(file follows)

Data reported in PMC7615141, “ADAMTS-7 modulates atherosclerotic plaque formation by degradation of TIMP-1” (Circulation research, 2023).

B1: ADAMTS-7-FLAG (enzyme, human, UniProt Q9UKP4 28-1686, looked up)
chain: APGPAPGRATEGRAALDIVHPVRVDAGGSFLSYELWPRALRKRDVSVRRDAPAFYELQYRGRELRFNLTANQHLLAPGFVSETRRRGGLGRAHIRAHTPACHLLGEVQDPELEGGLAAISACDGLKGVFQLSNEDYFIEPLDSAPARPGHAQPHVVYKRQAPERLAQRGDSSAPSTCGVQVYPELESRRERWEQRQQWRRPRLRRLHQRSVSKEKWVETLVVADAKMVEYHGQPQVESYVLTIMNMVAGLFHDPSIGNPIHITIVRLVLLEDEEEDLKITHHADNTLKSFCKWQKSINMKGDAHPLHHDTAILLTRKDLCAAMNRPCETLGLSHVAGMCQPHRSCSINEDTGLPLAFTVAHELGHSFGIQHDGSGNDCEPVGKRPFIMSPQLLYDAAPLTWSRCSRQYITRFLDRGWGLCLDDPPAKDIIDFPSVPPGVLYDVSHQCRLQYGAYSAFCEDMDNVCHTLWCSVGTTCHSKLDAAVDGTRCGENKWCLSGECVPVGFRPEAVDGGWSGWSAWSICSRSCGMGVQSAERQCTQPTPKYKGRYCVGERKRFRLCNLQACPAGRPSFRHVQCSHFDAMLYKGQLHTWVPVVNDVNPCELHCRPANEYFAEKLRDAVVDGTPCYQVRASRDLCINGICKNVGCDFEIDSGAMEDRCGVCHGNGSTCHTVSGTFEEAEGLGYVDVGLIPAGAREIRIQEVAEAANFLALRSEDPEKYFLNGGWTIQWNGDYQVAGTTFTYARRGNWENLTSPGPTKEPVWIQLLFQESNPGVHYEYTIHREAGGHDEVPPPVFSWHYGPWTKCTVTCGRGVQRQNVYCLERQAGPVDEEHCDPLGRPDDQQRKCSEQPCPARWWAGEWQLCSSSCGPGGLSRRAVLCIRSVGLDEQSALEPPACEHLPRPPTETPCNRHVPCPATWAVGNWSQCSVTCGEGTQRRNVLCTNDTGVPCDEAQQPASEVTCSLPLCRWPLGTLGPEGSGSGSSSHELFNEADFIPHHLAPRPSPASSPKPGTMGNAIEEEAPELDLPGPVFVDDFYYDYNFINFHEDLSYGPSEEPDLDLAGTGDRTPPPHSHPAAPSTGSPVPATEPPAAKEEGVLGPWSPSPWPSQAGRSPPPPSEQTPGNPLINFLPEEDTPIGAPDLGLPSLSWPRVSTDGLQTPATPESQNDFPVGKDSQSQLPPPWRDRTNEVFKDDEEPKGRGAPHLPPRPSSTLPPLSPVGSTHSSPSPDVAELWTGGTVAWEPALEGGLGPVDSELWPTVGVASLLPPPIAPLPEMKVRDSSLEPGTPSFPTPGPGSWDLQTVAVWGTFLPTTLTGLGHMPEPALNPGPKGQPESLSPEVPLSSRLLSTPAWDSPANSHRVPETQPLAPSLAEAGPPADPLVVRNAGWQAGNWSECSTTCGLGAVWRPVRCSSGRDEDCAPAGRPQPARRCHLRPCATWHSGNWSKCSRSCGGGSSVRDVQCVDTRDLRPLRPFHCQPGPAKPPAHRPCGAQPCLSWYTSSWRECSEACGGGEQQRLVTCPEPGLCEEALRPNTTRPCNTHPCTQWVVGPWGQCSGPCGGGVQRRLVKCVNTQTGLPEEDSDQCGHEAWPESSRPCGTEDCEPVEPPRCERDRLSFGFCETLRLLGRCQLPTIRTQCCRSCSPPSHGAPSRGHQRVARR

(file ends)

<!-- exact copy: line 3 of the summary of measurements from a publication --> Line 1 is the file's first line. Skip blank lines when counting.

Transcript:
chain: APGPAPGRATEGRAALDIVHPVRVDAGGSFLSYELWPRALRKRDVSVRRDAPAFYELQYRGRELRFNLTANQHLLAPGFVSETRRRGGLGRAHIRAHTPACHLLGEVQDPELEGGLAAISACDGLKGVFQLSNEDYFIEPLDSAPARPGHAQPHVVYKRQAPERLAQRGDSSAPSTCGVQVYPELESRRERWEQRQQWRRPRLRRLHQRSVSKEKWVETLVVADAKMVEYHGQPQVESYVLTIMNMVAGLFHDPSIGNPIHITIVRLVLLEDEEEDLKITHHADNTLKSFCKWQKSINMKGDAHPLHHDTAILLTRKDLCAAMNRPCETLGLSHVAGMCQPHRSCSINEDTGLPLAFTVAHELGHSFGIQHDGSGNDCEPVGKRPFIMSPQLLYDAAPLTWSRCSRQYITRFLDRGWGLCLDDPPAKDIIDFPSVPPGVLYDVSHQCRLQYGAYSAFCEDMDNVCHTLWCSVGTTCHSKLDAAVDGTRCGENKWCLSGECVPVGFRPEAVDGGWSGWSAWSICSRSCGMGVQSAERQCTQPTPKYKGRYCVGERKRFRLCNLQACPAGRPSFRHVQCSHFDAMLYKGQLHTWVPVVNDVNPCELHCRPANEYFAEKLRDAVVDGTPCYQVRASRDLCINGICKNVGCDFEIDSGAMEDRCGVCHGNGSTCHTVSGTFEEAEGLGYVDVGLIPAGAREIRIQEVAEAANFLALRSEDPEKYFLNGGWTIQWNGDYQVAGTTFTYARRGNWENLTSPGPTKEPVWIQLLFQESNPGVHYEYTIHREAGGHDEVPPPVFSWHYGPWTKCTVTCGRGVQRQNVYCLERQAGPVDEEHCDPLGRPDDQQRKCSEQPCPARWWAGEWQLCSSSCGPGGLSRRAVLCIRSVGLDEQSALEPPACEHLPRPPTETPCNRHVPCPATWAVGNWSQCSVTCGEGTQRRNVLCTNDTGVPCDEAQQPASEVTCSLPLCRWPLGTLGPEGSGSGSSSHELFNEADFIPHHLAPRPSPASSPKPGTMGNAIEEEAPELDLPGPVFVDDFYYDYNFINFHEDLSYGPSEEPDLDLAGTGDRTPPPHSHPAAPSTGSPVPATEPPAAKEEGVLGPWSPSPWPSQAGRSPPPPSEQTPGNPLINFLPEEDTPIGAPDLGLPSLSWPRVSTDGLQTPATPESQNDFPVGKDSQSQLPPPWRDRTNEVFKDDEEPKGRGAPHLPPRPSSTLPPLSPVGSTHSSPSPDVAELWTGGTVAWEPALEGGLGPVDSELWPTVGVASLLPPPIAPLPEMKVRDSSLEPGTPSFPTPGPGSWDLQTVAVWGTFLPTTLTGLGHMPEPALNPGPKGQPESLSPEVPLSSRLLSTPAWDSPANSHRVPETQPLAPSLAEAGPPADPLVVRNAGWQAGNWSECSTTCGLGAVWRPVRCSSGRDEDCAPAGRPQPARRCHLRPCATWHSGNWSKCSRSCGGGSSVRDVQCVDTRDLRPLRPFHCQPGPAKPPAHRPCGAQPCLSWYTSSWRECSEACGGGEQQRLVTCPEPGLCEEALRPNTTRPCNTHPCTQWVVGPWGQCSGPCGGGVQRRLVKCVNTQTGLPEEDSDQCGHEAWPESSRPCGTEDCEPVEPPRCERDRLSFGFCETLRLLGRCQLPTIRTQCCRSCSPPSHGAPSRGHQRVARR